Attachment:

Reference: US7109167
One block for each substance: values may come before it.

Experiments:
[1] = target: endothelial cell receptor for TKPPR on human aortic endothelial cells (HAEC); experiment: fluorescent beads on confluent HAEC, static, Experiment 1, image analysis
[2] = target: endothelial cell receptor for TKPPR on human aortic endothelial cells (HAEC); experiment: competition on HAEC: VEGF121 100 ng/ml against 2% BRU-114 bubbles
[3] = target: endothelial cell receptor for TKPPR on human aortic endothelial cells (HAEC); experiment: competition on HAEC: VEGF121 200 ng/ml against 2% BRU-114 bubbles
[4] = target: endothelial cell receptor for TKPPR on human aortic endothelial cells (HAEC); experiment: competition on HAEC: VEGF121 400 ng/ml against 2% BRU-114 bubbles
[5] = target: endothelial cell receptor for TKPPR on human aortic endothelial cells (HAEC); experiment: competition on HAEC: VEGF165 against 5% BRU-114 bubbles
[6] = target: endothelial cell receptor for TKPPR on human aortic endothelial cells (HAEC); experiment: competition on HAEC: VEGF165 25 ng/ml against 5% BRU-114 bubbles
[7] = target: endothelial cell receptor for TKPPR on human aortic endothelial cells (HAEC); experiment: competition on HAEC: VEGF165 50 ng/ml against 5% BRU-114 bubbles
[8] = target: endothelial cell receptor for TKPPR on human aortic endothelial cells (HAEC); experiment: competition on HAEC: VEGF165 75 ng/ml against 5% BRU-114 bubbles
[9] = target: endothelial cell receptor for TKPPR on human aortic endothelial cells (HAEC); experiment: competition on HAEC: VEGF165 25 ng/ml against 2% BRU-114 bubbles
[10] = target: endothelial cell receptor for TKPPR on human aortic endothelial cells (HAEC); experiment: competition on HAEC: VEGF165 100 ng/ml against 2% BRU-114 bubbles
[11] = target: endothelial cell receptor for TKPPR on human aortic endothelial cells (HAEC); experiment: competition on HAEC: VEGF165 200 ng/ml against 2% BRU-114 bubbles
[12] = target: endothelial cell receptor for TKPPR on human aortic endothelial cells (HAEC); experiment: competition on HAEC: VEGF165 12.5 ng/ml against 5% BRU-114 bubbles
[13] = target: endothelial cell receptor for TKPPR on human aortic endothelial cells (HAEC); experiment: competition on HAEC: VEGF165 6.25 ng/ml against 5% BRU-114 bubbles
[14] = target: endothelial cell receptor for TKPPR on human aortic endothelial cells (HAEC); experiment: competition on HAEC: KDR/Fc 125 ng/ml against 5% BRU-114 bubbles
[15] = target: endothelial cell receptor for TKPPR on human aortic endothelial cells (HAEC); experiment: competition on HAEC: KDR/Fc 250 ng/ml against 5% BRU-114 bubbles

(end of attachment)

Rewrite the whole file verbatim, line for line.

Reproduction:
Reference: US7109167
One block for each substance: values may come before it.

Experiments:
[1] = target: endothelial cell receptor for TKPPR on human aortic endothelial cells (HAEC); experiment: fluorescent beads on confluent HAEC, static, Experiment 1, image analysis
[2] = target: endothelial cell receptor for TKPPR on human aortic endothelial cells (HAEC); experiment: competition on HAEC: VEGF121 100 ng/ml against 2% BRU-114 bubbles
[3] = target: endothelial cell receptor for TKPPR on human aortic endothelial cells (HAEC); experiment: competition on HAEC: VEGF121 200 ng/ml against 2% BRU-114 bubbles
[4] = target: endothelial cell receptor for TKPPR on human aortic endothelial cells (HAEC); experiment: competition on HAEC: VEGF121 400 ng/ml against 2% BRU-114 bubbles
[5] = target: endothelial cell receptor for TKPPR on human aortic endothelial cells (HAEC); experiment: competition on HAEC: VEGF165 against 5% BRU-114 bubbles
[6] = target: endothelial cell receptor for TKPPR on human aortic endothelial cells (HAEC); experiment: competition on HAEC: VEGF165 25 ng/ml against 5% BRU-114 bubbles
[7] = target: endothelial cell receptor for TKPPR on human aortic endothelial cells (HAEC); experiment: competition on HAEC: VEGF165 50 ng/ml against 5% BRU-114 bubbles
[8] = target: endothelial cell receptor for TKPPR on human aortic endothelial cells (HAEC); experiment: competition on HAEC: VEGF165 75 ng/ml against 5% BRU-114 bubbles
[9] = target: endothelial cell receptor for TKPPR on human aortic endothelial cells (HAEC); experiment: competition on HAEC: VEGF165 25 ng/ml against 2% BRU-114 bubbles
[10] = target: endothelial cell receptor for TKPPR on human aortic endothelial cells (HAEC); experiment: competition on HAEC: VEGF165 100 ng/ml against 2% BRU-114 bubbles
[11] = target: endothelial cell receptor for TKPPR on human aortic endothelial cells (HAEC); experiment: competition on HAEC: VEGF165 200 ng/ml against 2% BRU-114 bubbles
[12] = target: endothelial cell receptor for TKPPR on human aortic endothelial cells (HAEC); experiment: competition on HAEC: VEGF165 12.5 ng/ml against 5% BRU-114 bubbles
[13] = target: endothelial cell receptor for TKPPR on human aortic endothelial cells (HAEC); experiment: competition on HAEC: VEGF165 6.25 ng/ml against 5% BRU-114 bubbles
[14] = target: endothelial cell receptor for TKPPR on human aortic endothelial cells (HAEC); experiment: competition on HAEC: KDR/Fc 125 ng/ml against 5% BRU-114 bubbles
[15] = target: endothelial cell receptor for TKPPR on human aortic endothelial cells (HAEC); experiment: competition on HAEC: KDR/Fc 250 ng/ml against 5% BRU-114 bubbles